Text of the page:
Pedi­gree of “Kraak Porce­lain”

China Scenic - - Silk Road -

Long known as the land of porce­lain—“china”— be­gan ship­ping porce­lain back in the East­ern Han (AD 25–220). Dur­ing the Song Dy­nasty, when it re­placed silk as the main item ex­ported in bulk and global mar­ket de­mand for China-made porce­lain took shape, the for­mer ocean-based silk route was rechris­tened as the “Mar­itime Ce­ramic Road.” Thanks to their ro­bust phys­i­cal prop­er­ties, porce­lain items were pre­served whole in­side the sunken junks, thereby main­tain­ing an in­deli­ble Zeit­geist that has passed down to our days.

When speak­ing about Chi­nese porce­lain for ex­port mar­kets, one can­not avoid the topic of qinghuaci (“blue-and-white ware”). This fine porce­lain orig­i­nated in the Tang, and by the reign of Em­peror Kangxi of Qing (1661–1722), fir­ing tech­nol­ogy had reached its his­tor­i­cal high point. Based on the porce­lain retrieved from ship­wrecks, it is clear that early ship­ments to over­seas buy­ers were fairly mixed, in­clud­ing qing ci (celadon), he­ici (black porce­lain) and qing­baici (green porce­lain). But dur­ing the Ming and Qing dy-

nas­ties, not only was blue-and-white ware dom­i­nant, the num­ber of wrecks con­tain­ing mainly China-made porce­lain rose markedly. It has been re­cov­ered from ship­wrecks ex­ca­vated not just along China’s coast, but also in more than 40 Euro­pean and Amer­i­can ships en­tombed in the In­dian, At­lantic and Pa­cific oceans.

In 2007, a sunken junk— dubbed “Nan’ao No. 1”—was dis­cov­ered in dense con­cealed reefs near Guang­dong’s Nan’ao Is­land. As the mys­te­ri­ous veil was lifted on this ves­sel that sank four cen­turies ago, divers were shocked at the scene that con­fronted them: tens of thou­sands of densely stacked porce­lain dishes lay in the wooden ves­sel, mainly qinghua plat­ters, plates, bowls, jars and vases. Ar­chae­ol­o­gists de­ter­mined they date from 1522 to 1620, dur­ing the reigns of Em­per­ors Ji­a­jing and Wanli, re­spec­tively.

Even more sur­pris­ing is that this haul be­longs to a mys­te­ri­ous “fam­ily” of qinghuaci , known in­ter­na­tion­ally as “Kraak” ware. It is re­port­edly known by this name after a Por­tuguese mer­chant ship in­ter­cepted by the Dutch in 1602. In Por­tuguese, this sort of gi­ant ves­sel is re­ferred to as “car­rack.” The blue­and-white ware found on board that ship was trans­ported to Am­s­ter­dam where it was auc­tioned and sub­se­quently be­came very pop­u­lar; even France’s King Henry IV and Bri­tain’s King James I were ea­ger to pur­chase it. It was re­ferred to some­what am­bigu­ously as Kraak ware, be­cause the ac­tual site of its man­u­fac­ture was not clear. In later times, this mys­te­ri­ous type of porce­lain was re­peat­edly found at ship­wreck sites world­wide. Oddly, de­spite its ori­gins in China, not only was the ex­act site of its pro­duc­tion hazy, even ex­am­ples of the porce­lain it­self were rarely dis­cov­ered there.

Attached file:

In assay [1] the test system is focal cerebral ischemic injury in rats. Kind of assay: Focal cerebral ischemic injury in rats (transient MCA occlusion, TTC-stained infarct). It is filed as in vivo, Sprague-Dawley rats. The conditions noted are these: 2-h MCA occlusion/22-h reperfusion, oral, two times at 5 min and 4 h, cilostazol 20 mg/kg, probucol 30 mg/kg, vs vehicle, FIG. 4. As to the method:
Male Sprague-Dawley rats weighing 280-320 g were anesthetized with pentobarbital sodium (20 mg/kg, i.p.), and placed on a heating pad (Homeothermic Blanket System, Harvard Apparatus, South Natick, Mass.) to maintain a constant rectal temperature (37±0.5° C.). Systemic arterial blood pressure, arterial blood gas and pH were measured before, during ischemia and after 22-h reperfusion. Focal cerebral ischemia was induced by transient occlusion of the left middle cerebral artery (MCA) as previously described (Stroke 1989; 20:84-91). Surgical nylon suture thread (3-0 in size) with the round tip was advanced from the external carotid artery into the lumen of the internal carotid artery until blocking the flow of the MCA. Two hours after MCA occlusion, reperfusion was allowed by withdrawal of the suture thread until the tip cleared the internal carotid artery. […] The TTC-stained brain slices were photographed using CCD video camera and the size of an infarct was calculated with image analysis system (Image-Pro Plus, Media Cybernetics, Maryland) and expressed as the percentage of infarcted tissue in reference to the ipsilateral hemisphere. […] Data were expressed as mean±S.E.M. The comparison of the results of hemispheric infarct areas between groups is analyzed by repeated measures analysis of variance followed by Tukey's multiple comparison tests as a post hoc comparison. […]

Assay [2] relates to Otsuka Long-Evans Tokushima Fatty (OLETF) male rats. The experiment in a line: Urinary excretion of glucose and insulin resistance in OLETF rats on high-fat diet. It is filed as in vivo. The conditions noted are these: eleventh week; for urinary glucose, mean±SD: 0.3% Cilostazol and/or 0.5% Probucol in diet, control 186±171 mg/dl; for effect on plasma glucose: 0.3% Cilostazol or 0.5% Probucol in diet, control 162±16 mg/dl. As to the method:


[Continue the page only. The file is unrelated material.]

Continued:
Ini­tially, ac­cord­ing to the man­u­fac­tur­ing tech­nique and style of this qinghuaci , ar­chae­ol­o­gists spec­u­lated that it likely orig­i­nated in Jiangxi’s Jingdezhen. But a thor­ough search of China’s “porce­lain cap­i­tal” didn’t even turn up sim­i­lar frag­ments. Fur­ther­more, upon de­tailed ex­am­i­na­tion, it was ap­par­ent that this porce­lain’s pat­terns were fairly coarse, ca­sual and flow­ing, and its form bore an ex­otic style, all of which were at odds with Jingdezhen’s tra­di­tion­ally del­i­cate blue-and-white ware. Even­tu­ally, very small amounts of Kraak ware frag­ments were un­cov­ered at the an­cient kilns of Pinghe, Zhangzhou and De­hua in Fu­jian Prov­ince. Fol­low­ing the leads

peared on the qinghuaci catered to the aes­thetic tastes of for­eign buy­ers. As for the slightly “ca­sual” style of the goods, this of­fers in­sight into the past glo­ries of the porce­lain in­dus­try that thrived in the wa­ters of South­east Asia. With the con­stant growth of China’s over­seas mar­kets, a bliz­zard of over­seas or­ders de­scended upon China like snowflakes, and many “au­then­tic” porce­lain pro­duc­tion cen­ters had dif­fi­culty meet­ing de­mand. To deal with the op­por­tu­ni­ties to en­rich them­selves that came rolling their way, smart Chi­nese business peo­ple quickly built a large num­ber of kilns in the south­east coastal re­gion. Be­cause they were not renowned kilns, but the or­ders were huge—bri­tain or­dered 348 tons from Guangzhou just in 1777-78 alone—work­ers rushed day and night, so it’s un­der­stand­able that the fi­nal prod­uct was some­what coarse.

At the be­gin­ning of the 16th cen­tury, pow­ered by the strong en­cour­age­ment and sub­si­dies of Euro­pean gov­ern­ments, the West’s large, wind-pow­ered ships for long- dis­tance sail­ing de­vel­oped by leaps and bounds: ad­vanced equip­ment such as the helm and pump were added; mast and sail con­fig­u­ra­tions were greatly im­proved, which markedly in­creased sail­ing speed; charts dis­play­ing lon­gi­tude and lat­i­tude, and tele­scopes ame­lio­rated nav­i­ga­tion know-how; and in­clu­sion of ex­cel­lent ar­tillery trans­formed th­ese new play­ers into ships suited to both com­merce and bat­tle, and pro­vided them with greater and more rapid ma­neu­ver­abil­ity on the high seas.